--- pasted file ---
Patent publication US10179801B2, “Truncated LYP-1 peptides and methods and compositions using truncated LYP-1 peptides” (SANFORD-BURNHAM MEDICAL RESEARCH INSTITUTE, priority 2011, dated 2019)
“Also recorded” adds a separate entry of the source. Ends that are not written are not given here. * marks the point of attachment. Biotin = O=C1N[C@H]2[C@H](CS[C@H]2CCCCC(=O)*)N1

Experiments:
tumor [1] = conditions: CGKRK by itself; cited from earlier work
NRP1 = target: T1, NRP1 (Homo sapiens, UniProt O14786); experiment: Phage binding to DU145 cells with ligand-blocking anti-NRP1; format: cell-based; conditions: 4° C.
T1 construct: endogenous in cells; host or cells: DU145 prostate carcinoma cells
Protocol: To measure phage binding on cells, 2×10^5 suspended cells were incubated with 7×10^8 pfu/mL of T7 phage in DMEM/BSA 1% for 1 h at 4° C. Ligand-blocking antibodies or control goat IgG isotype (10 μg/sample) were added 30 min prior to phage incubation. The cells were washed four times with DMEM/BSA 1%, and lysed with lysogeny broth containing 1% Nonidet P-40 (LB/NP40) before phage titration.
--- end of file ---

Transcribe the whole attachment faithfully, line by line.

Patent publication US10179801B2, “Truncated LYP-1 peptides and methods and compositions using truncated LYP-1 peptides” (SANFORD-BURNHAM MEDICAL RESEARCH INSTITUTE, priority 2011, dated 2019)
“Also recorded” adds a separate entry of the source. Ends that are not written are not given here. * marks the point of attachment. Biotin = O=C1N[C@H]2[C@H](CS[C@H]2CCCCC(=O)*)N1

Experiments:
tumor [1] = conditions: CGKRK by itself; cited from earlier work
NRP1 = target: T1, NRP1 (Homo sapiens, UniProt O14786); experiment: Phage binding to DU145 cells with ligand-blocking anti-NRP1; format: cell-based; conditions: 4° C.
T1 construct: endogenous in cells; host or cells: DU145 prostate carcinoma cells
Protocol: To measure phage binding on cells, 2×10^5 suspended cells were incubated with 7×10^8 pfu/mL of T7 phage in DMEM/BSA 1% for 1 h at 4° C. Ligand-blocking antibodies or control goat IgG isotype (10 μg/sample) were added 30 min prior to phage incubation. The cells were washed four times with DMEM/BSA 1%, and lysed with lysogeny broth containing 1% Nonidet P-40 (LB/NP40) before phage titration.